What Really Causes Cavities: A Systemic Approach To Decay And Understanding Dentinal Fluid Flow

Sometimes it’s easy to forget, but teeth are vital living structures in your body. A healthy tooth has a blood supply, and an immune system, just like all other organs. That means that teeth have metabolism too!

We have all heard that eating and drinking too much sugar or acidic foods can cause cavities because it exposes the teeth to an unfavorable environment. But what if only part of that is true, and for a different reason than we’re taught? If you’re frustrated because you feel like you’re eating right, brushing, flossing and doing everything to prevent cavities and still getting them, then read on. There is more to it!

Dr. Steiman and Dr. Leonora are the pioneers behind the research of the endocrine system and how it relates to tooth decay. What have they discovered (after over forty years doing research) is that our bodies have many innate defensive responses built in to protect us. And, believe it or not, and our teeth do as well! The defense of our teeth can be attributed to the hypothalamic-parotid gland-axis and a normal dentinal fluid flow. I know it sounds complicated, but don’t worry, keep reading and I will break it down!!

Basically, teeth are made up of several components.

There is a nerve and a blood supply that connects to the blood supply in the jawbone. This blood delivers nutrients to the pulp, or the “heart” of the tooth. The pulp is rich in nerves and vascular beds. It nourishes the dentin and cementum, which are the inner softer materials of the tooth which contain tiny microscopic tubules (called dentinal tubules) full of fluid.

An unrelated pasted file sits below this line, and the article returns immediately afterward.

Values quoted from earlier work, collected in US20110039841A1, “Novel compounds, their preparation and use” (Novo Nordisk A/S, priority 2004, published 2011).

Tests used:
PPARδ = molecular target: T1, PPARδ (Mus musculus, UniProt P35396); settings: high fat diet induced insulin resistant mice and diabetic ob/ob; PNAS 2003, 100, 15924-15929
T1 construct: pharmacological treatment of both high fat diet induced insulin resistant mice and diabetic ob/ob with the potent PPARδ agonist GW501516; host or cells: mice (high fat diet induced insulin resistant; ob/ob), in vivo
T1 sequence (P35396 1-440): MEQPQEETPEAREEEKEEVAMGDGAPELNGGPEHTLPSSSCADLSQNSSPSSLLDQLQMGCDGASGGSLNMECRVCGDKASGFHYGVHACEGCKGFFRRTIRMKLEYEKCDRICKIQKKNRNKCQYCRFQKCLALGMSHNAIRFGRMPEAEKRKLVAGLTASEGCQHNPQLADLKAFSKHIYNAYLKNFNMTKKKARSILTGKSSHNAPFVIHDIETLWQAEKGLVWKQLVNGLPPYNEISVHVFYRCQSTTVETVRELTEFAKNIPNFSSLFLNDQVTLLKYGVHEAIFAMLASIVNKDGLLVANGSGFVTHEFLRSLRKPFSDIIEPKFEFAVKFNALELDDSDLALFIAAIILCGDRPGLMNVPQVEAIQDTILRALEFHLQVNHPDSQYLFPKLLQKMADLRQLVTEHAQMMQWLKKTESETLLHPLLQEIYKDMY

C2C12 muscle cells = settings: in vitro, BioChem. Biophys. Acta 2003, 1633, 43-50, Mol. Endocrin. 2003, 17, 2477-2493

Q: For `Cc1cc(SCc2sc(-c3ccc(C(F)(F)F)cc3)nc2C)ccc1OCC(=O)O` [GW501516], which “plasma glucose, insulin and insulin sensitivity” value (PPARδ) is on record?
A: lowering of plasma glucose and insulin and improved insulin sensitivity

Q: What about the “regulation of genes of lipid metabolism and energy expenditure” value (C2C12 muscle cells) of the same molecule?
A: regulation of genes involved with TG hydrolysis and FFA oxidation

The enamel is the hard protective layer on the outside of the tooth. In a healthy tooth, the blood supply comes in, brings nutrients and delivers them the pulp, which then keeps the nutrients flowing from the inside to the outside of the tooth through the dentinal tubules.

This process is called dentinal fluid flow (or DFF).

In essence, think of DFF as “sweating.” When the sweating of a tooth is halted or reversed, it starts to decay since the tooth will internalize bacteria and sugar. The function of the dentinal fluid flow is to prevent the influx of bacteria and acid into the tooth. In addition, the slightly basic pH of dentinal fluid at 7.4 provides a buffer against acidity and prevents breakdown of the tooth.

How was this discovered? Well, Dr. Steinman developed a brilliant technique where he injected a fluorescent dye into the abdomen of rats, and observed the pathway dye took through the body. Incredibly, it only took 6 minutes for the dye to show up in dentinal tubules of teeth, and an hour to get into the enamel.

The radioactive dye was injected into the stomach, meaning it bypassed the oral cavity completely, yet still ended up in the teeth (site: Relationship of Fluid Transport, pg 12) within 45 minutes. This systemic effect was also seen when injecting sugar. Bypassing the oral route of sugar ingestion indicates how sugar has a cariogenic effect from a systemic action. (pg 12)


An article published in 1958 was Steinman’ first suggestion that cavities were related to “circulation” of the dentin. Disruption of the metabolic cycle causes a disruption in the tooth metabolic cycle.

This makes sense, given that our entire body is all connected, right?